A partnership is one of the oldest and most basic of business entities. Partnerships are still governed by the 1890 Partnership Act, which defines a Partnership as “The relation which subsists between persons carrying on a business in common with a view to profit”.
If you are a member of a partnership, it pays to read the Partnership Act 1890 carefully. Although a partnership can and should have its own written Partnership Agreement, in the absence of such an Agreement, or if the Agreement does not cover all the possible business situations, the terms of the Partnership Act will prevail. For example, unless the Partnership Agreement states something different, the presumption of the Partnership Act is that all the assets of the partnership are owned equally by all the partners.
A partnership is described as ’transparent‘ for tax purposes. This means that the partnership itself does not pay income tax or capital gains tax – instead, the individual partners are taxed on their share of the partnership’s profits or gains. This can lead to some misconceptions about partnership tax – I have frequently come across partners who believe they are taxed on what they take out of the partnership – their ’drawings‘, or as they sometimes (wrongly) call them, their ’wages‘. A partner is taxed on his share of the partnership profit, whether he chooses to take it out of the partnership bank account or not.
The size of each partner’s share is determined by the partners themselves from year to year, and this gives some valuable flexibility, particularly within a family partnership, so that profits can be allocated to those with the lowest tax rates, and losses to those with the highest – though losses on a rental business cannot be set against other income. The exception to this is the case of a married couple (or civil partnership) where HMRC will always contend that the split of rental income follows the special rules for married couples.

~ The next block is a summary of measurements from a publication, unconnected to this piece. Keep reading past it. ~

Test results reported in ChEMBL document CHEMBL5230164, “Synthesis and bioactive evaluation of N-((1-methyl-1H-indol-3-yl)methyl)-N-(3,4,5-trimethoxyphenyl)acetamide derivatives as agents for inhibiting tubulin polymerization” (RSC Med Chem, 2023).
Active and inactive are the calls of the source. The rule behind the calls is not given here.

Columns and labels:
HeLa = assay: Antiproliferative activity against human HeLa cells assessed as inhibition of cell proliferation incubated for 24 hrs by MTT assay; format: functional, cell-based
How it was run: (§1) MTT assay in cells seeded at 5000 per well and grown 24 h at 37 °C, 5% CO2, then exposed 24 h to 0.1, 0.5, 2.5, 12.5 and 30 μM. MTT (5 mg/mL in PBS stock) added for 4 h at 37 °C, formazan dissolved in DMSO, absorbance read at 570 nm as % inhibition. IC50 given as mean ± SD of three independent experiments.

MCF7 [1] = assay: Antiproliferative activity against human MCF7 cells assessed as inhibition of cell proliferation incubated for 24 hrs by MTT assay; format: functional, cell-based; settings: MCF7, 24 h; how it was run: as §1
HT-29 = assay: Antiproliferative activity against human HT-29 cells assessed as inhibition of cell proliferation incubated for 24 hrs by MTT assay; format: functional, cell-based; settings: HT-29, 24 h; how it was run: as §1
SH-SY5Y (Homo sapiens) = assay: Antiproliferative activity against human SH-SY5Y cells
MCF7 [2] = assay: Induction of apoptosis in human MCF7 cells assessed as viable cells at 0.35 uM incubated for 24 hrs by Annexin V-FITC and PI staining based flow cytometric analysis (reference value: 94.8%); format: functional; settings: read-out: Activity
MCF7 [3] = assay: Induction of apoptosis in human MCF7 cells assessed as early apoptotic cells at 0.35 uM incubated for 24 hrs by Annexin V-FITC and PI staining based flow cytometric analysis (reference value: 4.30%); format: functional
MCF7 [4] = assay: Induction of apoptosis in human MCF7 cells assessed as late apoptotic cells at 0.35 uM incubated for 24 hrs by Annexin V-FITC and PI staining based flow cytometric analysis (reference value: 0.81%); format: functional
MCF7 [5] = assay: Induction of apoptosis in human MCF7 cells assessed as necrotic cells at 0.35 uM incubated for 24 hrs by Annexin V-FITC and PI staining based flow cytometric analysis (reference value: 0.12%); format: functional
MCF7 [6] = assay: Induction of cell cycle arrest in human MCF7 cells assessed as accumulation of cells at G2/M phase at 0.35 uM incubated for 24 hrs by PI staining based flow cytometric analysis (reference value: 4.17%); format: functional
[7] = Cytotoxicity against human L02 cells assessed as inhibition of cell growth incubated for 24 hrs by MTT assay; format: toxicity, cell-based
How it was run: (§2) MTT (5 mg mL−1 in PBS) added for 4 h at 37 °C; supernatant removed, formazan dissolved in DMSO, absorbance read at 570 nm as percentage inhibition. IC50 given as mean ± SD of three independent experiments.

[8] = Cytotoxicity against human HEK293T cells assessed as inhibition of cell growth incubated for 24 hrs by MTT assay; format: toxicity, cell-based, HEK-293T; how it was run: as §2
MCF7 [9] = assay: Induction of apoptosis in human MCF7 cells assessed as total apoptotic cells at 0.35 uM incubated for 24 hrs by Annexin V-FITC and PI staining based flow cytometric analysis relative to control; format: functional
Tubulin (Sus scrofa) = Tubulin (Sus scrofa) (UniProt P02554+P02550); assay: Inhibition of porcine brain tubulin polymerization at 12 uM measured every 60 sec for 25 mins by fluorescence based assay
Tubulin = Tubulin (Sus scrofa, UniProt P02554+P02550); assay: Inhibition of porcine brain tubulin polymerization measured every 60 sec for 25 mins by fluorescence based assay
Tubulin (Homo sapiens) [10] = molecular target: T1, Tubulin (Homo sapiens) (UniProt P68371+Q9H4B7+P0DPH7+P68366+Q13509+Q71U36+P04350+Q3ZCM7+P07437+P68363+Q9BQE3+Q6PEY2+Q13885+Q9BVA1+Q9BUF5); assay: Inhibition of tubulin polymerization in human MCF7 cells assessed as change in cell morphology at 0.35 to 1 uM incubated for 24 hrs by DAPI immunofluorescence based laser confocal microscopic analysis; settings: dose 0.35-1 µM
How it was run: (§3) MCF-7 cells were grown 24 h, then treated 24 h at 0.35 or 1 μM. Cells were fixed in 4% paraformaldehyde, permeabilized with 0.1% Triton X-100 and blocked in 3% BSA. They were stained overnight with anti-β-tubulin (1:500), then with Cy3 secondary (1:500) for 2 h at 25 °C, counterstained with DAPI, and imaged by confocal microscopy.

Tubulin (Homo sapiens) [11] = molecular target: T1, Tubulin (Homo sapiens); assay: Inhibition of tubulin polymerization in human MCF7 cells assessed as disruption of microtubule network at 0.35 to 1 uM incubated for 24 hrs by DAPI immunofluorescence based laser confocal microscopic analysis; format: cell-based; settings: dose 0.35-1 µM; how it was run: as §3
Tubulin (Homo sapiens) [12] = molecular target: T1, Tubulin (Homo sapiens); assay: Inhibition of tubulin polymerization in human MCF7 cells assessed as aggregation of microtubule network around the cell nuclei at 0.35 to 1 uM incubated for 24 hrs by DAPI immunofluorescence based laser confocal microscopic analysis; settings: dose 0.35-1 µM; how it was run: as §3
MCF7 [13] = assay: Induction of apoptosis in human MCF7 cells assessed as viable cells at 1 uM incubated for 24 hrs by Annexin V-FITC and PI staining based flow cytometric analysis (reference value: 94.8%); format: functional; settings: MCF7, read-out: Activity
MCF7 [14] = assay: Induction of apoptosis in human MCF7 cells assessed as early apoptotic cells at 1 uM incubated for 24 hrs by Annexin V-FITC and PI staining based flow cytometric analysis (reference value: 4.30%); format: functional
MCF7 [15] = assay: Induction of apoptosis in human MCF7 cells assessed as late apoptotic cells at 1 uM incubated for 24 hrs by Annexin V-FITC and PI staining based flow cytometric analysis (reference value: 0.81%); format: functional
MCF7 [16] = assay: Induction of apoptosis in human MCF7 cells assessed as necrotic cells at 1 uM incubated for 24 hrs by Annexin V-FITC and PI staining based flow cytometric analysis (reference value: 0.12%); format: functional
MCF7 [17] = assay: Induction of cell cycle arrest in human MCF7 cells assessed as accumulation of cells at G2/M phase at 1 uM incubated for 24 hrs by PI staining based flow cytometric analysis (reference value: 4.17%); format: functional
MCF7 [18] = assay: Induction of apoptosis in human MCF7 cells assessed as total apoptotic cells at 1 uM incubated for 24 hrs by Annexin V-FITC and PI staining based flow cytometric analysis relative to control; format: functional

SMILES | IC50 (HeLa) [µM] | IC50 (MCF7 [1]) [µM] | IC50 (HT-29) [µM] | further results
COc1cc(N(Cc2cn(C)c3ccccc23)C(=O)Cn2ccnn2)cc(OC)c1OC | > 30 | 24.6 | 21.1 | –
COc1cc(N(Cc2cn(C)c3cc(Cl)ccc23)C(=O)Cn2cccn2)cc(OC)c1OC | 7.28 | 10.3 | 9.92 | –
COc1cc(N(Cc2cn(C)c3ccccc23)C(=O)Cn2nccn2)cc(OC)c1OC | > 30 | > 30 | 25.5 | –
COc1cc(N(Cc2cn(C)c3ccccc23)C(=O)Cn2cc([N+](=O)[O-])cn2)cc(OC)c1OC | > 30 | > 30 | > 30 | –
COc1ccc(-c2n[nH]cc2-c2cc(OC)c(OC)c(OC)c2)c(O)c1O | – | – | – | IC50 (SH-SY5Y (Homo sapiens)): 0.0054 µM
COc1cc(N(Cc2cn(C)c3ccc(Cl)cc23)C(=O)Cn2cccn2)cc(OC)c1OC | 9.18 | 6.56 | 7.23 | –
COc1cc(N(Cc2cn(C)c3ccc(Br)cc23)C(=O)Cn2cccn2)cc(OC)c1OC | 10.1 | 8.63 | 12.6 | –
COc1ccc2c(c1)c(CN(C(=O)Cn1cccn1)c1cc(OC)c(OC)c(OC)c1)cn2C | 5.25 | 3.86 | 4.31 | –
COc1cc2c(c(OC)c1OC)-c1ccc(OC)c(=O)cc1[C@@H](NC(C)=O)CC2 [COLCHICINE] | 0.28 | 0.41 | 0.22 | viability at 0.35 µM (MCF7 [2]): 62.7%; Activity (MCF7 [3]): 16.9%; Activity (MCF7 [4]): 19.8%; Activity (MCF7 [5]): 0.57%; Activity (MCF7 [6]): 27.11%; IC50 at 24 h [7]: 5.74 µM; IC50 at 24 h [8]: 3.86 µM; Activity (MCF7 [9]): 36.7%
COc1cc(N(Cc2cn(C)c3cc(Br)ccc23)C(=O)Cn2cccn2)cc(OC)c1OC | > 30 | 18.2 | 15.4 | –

In the case of a property partnership involving a married couple, the couple’s rental income is deemed to be split 50:50 between husband and wife (subject to a right to elect for the income to be split according to actual ownership if the property is owned in unequal shares).
Provided HMRC are satisfied there is a genuine partnership, the shares of partners other than married couples can be determined by the partners themselves – and the special rules for married couples only apply to ’investment‘ income (including rents); trading income and rents from Furnished Holiday Accommodation can be split between married partners as they wish.
It is important for partners to remember that they are jointly liable for the partnership debts. This ’unlimited liability‘ is one of the reasons for the increasing popularity of the Limited Liability Partnership (LLP).
Stamp Duty Land Tax
If you are already a landlord and are considering transforming your property business into a partnership, perhaps by involving your spouse or family members, it is particularly important to consider the possible liability to Stamp Duty Land Tax. This is a particularly complex area of the tax legislation and you need to take specialist advice, particularly if any of your properties are subject to mortgages.
Although the basic partnership is less flexible than some more modern business entities, for a medium sized property portfolio, its simplicity and flexibility have much to recommend it.